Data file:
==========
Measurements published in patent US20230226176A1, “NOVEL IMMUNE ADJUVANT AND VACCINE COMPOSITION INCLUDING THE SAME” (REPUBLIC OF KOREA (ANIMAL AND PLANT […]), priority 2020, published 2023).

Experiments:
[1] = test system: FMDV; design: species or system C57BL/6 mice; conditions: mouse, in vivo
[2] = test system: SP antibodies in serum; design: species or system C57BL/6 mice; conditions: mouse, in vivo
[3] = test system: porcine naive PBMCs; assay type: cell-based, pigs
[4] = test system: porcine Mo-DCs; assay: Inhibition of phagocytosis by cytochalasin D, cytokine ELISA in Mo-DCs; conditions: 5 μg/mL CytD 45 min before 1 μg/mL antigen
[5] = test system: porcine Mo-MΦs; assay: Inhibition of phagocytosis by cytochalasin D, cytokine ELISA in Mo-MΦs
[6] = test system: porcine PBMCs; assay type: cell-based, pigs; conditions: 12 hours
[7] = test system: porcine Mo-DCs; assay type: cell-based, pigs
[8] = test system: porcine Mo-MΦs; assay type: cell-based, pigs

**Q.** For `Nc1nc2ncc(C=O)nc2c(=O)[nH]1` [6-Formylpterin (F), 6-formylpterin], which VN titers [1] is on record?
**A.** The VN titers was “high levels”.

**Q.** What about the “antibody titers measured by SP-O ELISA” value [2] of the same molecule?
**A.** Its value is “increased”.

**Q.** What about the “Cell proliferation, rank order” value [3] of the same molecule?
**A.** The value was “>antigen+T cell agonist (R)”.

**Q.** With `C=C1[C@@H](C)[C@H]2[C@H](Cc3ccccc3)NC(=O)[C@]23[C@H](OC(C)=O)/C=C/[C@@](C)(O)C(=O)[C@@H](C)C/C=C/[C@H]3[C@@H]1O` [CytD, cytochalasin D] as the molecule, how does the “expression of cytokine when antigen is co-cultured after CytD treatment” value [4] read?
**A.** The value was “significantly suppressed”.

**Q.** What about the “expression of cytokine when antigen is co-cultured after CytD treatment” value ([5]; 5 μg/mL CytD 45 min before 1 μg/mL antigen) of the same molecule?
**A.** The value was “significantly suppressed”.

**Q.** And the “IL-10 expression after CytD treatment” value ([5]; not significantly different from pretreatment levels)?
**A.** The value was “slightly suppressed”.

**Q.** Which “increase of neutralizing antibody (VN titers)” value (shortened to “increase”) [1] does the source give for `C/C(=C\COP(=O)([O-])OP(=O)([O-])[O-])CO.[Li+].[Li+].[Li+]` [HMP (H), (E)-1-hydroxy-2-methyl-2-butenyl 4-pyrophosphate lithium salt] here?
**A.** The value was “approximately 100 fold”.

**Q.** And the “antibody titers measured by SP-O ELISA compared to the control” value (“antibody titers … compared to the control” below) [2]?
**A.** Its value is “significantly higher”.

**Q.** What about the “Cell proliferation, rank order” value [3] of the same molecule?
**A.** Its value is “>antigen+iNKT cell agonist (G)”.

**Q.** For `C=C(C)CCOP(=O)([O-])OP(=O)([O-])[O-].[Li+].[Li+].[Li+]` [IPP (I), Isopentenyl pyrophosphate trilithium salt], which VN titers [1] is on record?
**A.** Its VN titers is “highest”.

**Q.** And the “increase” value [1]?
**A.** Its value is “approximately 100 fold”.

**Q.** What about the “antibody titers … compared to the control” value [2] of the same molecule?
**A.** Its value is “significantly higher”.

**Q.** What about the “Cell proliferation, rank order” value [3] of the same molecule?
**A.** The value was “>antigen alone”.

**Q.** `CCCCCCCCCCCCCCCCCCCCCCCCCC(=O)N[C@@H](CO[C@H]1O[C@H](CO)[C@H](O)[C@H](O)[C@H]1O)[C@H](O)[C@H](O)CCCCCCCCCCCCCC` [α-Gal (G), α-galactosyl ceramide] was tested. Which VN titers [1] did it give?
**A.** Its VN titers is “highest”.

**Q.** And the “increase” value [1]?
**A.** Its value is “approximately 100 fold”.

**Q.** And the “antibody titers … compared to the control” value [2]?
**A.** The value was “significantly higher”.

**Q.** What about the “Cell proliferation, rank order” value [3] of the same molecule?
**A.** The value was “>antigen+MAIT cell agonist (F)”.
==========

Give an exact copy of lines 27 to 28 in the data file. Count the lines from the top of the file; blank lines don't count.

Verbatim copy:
**Q.** What about the “Cell proliferation, rank order” value [3] of the same molecule?
**A.** Its value is “>antigen+iNKT cell agonist (G)”.